It might be useful to look at how these two great (somehow contradicting sometimes) philosophers approached the concept of knowledge and knowing. Let’s start with the sooner – Aristotle.
Aristotle describes three approaches to knowledge. In Greek, the three are episteme, techné and phronesis. Roughly speaking, they translate to ‘scientific knowledge’ , skills and crafts, and wisdom, respectively. In more detail:
- Episteme : Epistemology, the study of knowledge, is derived from episteme. Episteme was viewed by the Greeks as a partner to techné. Plato used episteme to denote ‘justified true belief”, in contrast to doxa, common belief or opinion.
- Techne : is roughly craftsmanship or art. Aristotle viewed techné as an imperfect human representation of nature. Socrates and Plato also used the word, and distinguished craftsmanship (which they viewed in a positive light) from art (which they viewed in a negative light).
- Phronesis : This is more of practical wisdom. It is practical wisdom, and deliberation about values with reference to praxis (contextual). Pragmatic, variable, context dependent. Oriented toward action. Based on practical value-rationality.
It is very interesting that phronesis (wisdom) is defined as a practical and actionable… as opposed to knowledge, true wisdom is knowing what to do.. !
Socrates and the Starting Point:
Note. Aristotle, in Metaphysics, accredited induction to Socrates: “… for two things may be fairly ascribed to Socrates – inductive arguments and universal definition, both of which are concerned with the starting-point of science.”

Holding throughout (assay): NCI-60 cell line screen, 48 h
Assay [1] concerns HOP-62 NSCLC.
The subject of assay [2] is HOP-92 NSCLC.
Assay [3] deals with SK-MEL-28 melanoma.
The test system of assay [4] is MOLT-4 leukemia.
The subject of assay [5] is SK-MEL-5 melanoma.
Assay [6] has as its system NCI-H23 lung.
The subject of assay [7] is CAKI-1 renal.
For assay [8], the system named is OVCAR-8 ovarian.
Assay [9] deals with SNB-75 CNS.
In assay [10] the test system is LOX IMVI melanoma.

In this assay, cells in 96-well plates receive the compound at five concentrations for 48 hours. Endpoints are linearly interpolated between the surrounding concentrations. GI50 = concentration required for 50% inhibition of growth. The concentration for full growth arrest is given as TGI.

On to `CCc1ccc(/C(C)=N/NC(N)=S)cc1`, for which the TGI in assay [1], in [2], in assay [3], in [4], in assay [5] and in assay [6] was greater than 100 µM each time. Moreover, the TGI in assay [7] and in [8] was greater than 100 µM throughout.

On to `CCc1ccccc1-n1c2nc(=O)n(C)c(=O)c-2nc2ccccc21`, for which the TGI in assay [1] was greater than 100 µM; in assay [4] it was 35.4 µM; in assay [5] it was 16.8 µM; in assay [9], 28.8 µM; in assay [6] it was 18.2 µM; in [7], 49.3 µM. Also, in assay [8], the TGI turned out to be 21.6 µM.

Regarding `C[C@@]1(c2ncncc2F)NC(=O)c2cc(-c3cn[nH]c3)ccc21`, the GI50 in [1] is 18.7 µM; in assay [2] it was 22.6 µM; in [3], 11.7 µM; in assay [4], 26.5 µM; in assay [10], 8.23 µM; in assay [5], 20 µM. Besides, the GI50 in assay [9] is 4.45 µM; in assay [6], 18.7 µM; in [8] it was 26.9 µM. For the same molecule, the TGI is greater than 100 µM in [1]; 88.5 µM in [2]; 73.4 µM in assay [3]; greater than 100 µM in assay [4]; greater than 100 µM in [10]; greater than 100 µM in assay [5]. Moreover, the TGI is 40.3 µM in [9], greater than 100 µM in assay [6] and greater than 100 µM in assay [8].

Plato & Aristotle:
Before Aristotle, Plato argued that what we sense is, at best, a pale reflection of a superordinate reality consisting of pure and perfect forms or ideas. Whereas our sensory reality is reminiscent of this higher plane, it is a debased copy that flickers and changes across time and space. For Plato, a transcendental level of perfect forms allowed us to reconcile the presence of that which is immutable and a material world in constant flux.
Aristotle, however, questioned the explanatory value of a higher layer and saw this construct as potentially unnecessary. Plato had suggested that pure forms were superordinate and therefore could not exist within material things. Aristotle, however, wondered if this was so, then how can we gain any knowledge of pure forms? That is, Plato’s definition of forms provided us with no method of connecting material objects to those forms they seemingly reflect. To Aristotle, forms — in this context — made no logical sense.
Plato and Aristotle appear as arch-exemplars of rationalist-objectivist philosophy; Plato with his preference for visionary theorizing (the turning toward a ‘distant heaven of Forms’), and Aristotle the ‘first scientist’, who spent much of his life analyzing the ‘substances’ of nature (the turning toward ‘earth’).
The Root Dimensions of Being:
- LOGOS (Spirit)
- God, Creator, the measure of all that are
- Plato and Theistic philosophers
- The Way of Heaven
- Man the measure of all things that are
- Social philosophers (Protagoras)
- The Way of Man
- Nature the measure of all things that are
- Naturalist philosophers (Aristotle)
- The Way of Earth
Theories & Paradigms:
Foucault’s use of episteme has been asserted as being similar to Thomas Kuhn’s notion of a paradigm, as for example by Jean Piaget. However, there are decisive differences. Whereas Kuhn’s paradigm is an all-encompassing collection of beliefs and assumptions that result in the organization of scientific worldviews and practices, Foucault’s episteme is not merely confined to science but to a wider range of discourse (all of science itself would fall under the episteme of the epoch).